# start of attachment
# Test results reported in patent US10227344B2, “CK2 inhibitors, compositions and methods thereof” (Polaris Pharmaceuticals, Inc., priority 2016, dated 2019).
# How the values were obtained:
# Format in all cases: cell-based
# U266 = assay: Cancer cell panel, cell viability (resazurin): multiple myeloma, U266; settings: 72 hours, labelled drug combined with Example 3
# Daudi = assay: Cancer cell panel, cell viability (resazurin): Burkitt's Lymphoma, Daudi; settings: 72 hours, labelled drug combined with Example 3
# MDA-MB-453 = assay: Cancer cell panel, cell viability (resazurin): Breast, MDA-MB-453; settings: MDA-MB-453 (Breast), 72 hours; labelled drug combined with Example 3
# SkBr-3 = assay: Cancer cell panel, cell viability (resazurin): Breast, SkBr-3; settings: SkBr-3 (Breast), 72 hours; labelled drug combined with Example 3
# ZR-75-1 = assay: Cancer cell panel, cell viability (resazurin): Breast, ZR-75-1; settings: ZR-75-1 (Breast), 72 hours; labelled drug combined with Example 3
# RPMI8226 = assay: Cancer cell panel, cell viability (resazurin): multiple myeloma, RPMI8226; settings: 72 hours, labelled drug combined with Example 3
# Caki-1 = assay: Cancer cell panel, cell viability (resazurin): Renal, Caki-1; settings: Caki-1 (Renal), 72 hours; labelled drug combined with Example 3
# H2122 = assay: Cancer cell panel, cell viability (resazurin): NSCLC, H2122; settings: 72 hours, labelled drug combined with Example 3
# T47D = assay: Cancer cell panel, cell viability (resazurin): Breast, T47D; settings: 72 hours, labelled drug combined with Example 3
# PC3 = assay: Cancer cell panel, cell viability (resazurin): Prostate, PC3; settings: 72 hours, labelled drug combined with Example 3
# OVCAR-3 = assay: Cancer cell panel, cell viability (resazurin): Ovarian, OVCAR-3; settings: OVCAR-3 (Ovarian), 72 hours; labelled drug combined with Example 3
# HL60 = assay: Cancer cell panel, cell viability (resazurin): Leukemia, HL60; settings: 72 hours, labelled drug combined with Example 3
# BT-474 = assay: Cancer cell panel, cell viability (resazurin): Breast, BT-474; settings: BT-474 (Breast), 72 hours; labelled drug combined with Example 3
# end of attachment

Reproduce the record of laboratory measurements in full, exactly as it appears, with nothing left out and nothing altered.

# Test results reported in patent US10227344B2, “CK2 inhibitors, compositions and methods thereof” (Polaris Pharmaceuticals, Inc., priority 2016, dated 2019).
# How the values were obtained:
# Format in all cases: cell-based
# U266 = assay: Cancer cell panel, cell viability (resazurin): multiple myeloma, U266; settings: 72 hours, labelled drug combined with Example 3
# Daudi = assay: Cancer cell panel, cell viability (resazurin): Burkitt's Lymphoma, Daudi; settings: 72 hours, labelled drug combined with Example 3
# MDA-MB-453 = assay: Cancer cell panel, cell viability (resazurin): Breast, MDA-MB-453; settings: MDA-MB-453 (Breast), 72 hours; labelled drug combined with Example 3
# SkBr-3 = assay: Cancer cell panel, cell viability (resazurin): Breast, SkBr-3; settings: SkBr-3 (Breast), 72 hours; labelled drug combined with Example 3
# ZR-75-1 = assay: Cancer cell panel, cell viability (resazurin): Breast, ZR-75-1; settings: ZR-75-1 (Breast), 72 hours; labelled drug combined with Example 3
# RPMI8226 = assay: Cancer cell panel, cell viability (resazurin): multiple myeloma, RPMI8226; settings: 72 hours, labelled drug combined with Example 3
# Caki-1 = assay: Cancer cell panel, cell viability (resazurin): Renal, Caki-1; settings: Caki-1 (Renal), 72 hours; labelled drug combined with Example 3
# H2122 = assay: Cancer cell panel, cell viability (resazurin): NSCLC, H2122; settings: 72 hours, labelled drug combined with Example 3
# T47D = assay: Cancer cell panel, cell viability (resazurin): Breast, T47D; settings: 72 hours, labelled drug combined with Example 3
# PC3 = assay: Cancer cell panel, cell viability (resazurin): Prostate, PC3; settings: 72 hours, labelled drug combined with Example 3
# OVCAR-3 = assay: Cancer cell panel, cell viability (resazurin): Ovarian, OVCAR-3; settings: OVCAR-3 (Ovarian), 72 hours; labelled drug combined with Example 3
# HL60 = assay: Cancer cell panel, cell viability (resazurin): Leukemia, HL60; settings: 72 hours, labelled drug combined with Example 3
# BT-474 = assay: Cancer cell panel, cell viability (resazurin): Breast, BT-474; settings: BT-474 (Breast), 72 hours; labelled drug combined with Example 3